It didn't take us long to realise that there was little reason for us to stick to the beach on the 500's.  Petrol situation was looking great, so we decided to ride up the dunes a bit.  On this dune you can easily the sandbar I referenced earlier.  The pic doesn’t give good height reference, but this was a massive dune, with the Doodsakker way down below.



Another dune pic:



A bit further on and you can see another sandbar in the distance:



We hit some rocky bits:



Even had time for a nice photo opportunity:-)



I guess with all our playing we didn't keep a 100% tab on the time, but as it turns out it was now past absolute low and the tide was beginning to push up, nothing serious but also no reason to tempt fate and dally too long.  I was thinking that we'll have to start getting a hurry-up in certain sections:



I told Heiko this and I could see he didn't share my concern, he reckoned we still had more than enough time.  Who was I to argue?  We only live once, might as well have some fun despite the risk.

My words weren't even cold when the Doodsakker started opening up nicely.  We were still up and down the dunes, the bikes were so willing and combined with the nice firm surface dunes typically have in the morning it was so much fun zig-zagging up and down.



We carried on a couple of km's past the point where the above photo was taken.  I was so taken by the riding that I realised with a bit of a shock that we were out of the Doodsakker.  Part of me was absolutely elated that I managed to do this and in doing so made a big dream of mine reality.  This may sound weird, but the other part of me was a bit disappointed in that after all the horror stories and ride reports full of drama, it was just so easy.  Kind of felt that a bit of a prize was taken away from me.  I know I should be thankful that it was so easy, but I was really looking forward to measuring myself against the fabled Doodsakker.  I was there, the challenge just never came.  That said - I can absolutely see how one misstep or mechanical issue can quickly escelate and put you in a very tough position.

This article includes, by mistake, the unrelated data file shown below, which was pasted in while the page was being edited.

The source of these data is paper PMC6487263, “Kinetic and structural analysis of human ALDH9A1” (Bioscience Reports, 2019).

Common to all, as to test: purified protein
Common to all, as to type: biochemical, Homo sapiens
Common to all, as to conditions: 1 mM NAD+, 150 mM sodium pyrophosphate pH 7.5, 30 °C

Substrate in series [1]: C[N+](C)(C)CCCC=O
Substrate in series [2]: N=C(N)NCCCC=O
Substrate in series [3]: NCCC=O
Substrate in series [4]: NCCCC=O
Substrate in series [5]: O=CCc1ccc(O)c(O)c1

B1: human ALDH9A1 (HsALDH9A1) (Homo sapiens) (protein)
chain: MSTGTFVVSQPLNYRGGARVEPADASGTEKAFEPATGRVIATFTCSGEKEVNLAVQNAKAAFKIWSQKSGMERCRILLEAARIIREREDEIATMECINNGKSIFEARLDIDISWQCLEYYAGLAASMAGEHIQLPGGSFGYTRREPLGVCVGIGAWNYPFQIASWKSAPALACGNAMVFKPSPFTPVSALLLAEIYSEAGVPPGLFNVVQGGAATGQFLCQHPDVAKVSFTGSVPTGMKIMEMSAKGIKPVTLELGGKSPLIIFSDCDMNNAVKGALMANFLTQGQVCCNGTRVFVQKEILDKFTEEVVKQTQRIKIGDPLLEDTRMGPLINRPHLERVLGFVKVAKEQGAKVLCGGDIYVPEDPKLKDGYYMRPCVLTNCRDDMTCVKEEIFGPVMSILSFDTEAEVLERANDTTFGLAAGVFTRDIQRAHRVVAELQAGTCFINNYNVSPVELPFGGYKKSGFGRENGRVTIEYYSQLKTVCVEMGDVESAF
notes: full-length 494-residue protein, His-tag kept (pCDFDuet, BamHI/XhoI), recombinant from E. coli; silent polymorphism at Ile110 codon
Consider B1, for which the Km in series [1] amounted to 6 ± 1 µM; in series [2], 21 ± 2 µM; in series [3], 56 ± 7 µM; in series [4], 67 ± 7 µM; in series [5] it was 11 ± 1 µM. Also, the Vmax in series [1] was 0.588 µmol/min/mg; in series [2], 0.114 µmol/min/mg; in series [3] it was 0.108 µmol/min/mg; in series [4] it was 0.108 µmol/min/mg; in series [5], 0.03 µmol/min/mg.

The stars of the show:

« Last Edit: June 25, 2018, 02:13:54 pm by Damaraland »
RR - Angola (https://goo.gl/BzFy7Y) / Video RR - Kaokoland (https://youtu.be/-c-Zespa2No)
Video RR - Messum & Ugab (https://goo.gl/Uhd1vb)  / Video RR - Southern Namibia (http://goo.gl/WpRdRE)
Video RR - Ugab (http://goo.gl/dr57i9) / Video RR - Omaruru River (http://goo.gl/RCTajv)
 
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Offline Damaraland

Re: Muito obrigado, Angola
« Reply #102 on: June 25, 2018, 02:18:32 pm »
Ooh,I wish I could do a ride like this .. maybe one day. Would a Husky 701 be an option?

Thanks for sharing.

 8)


Ian, its not an obvious choice. The 701/690 is perfect for these trips ! Not for rock climbing in Lesotho though, the 250/350 is more suitable for that.. I like the longer legs on the 701, its sometimes nice to combine an isolated trip with a long stretch or two to ge a proper feel for the area..Difficult choice!

No reason why you can't do it on a larger bike, it'll just be harder work.  People have done this route on anything from 990's, to F800 to BMW Dakars.  Some battled more than others but for the most part they were successful.  Obviously the lighter you go, the easier the technical bits are and the worse the liason sections between the fun bits are.  You decide what's important to you and base your decision on that.
« Last Edit: June 25, 2018, 02:30:43 pm by Damaraland »
RR - Angola (https://goo.gl/BzFy7Y) / Video RR - Kaokoland (https://youtu.be/-c-Zespa2No)
Video RR - Messum & Ugab (https://goo.gl/Uhd1vb)  / Video RR - Southern Namibia (http://goo.gl/WpRdRE)
Video RR - Ugab (http://goo.gl/dr57i9) / Video RR - Omaruru River (http://goo.gl/RCTajv)
 
The following users thanked this post: Ian in Great Brak River

Offline Fransw

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Re: Muito obrigado, Angola
« Reply #103 on: June 25, 2018, 02:21:40 pm »
Flippen awesome!! :thumleft:

Its better to be well prepared than taking silly risks!..
 

Offline Fransw

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Re: Muito obrigado, Angola
« Reply #104 on: June 25, 2018, 04:09:30 pm »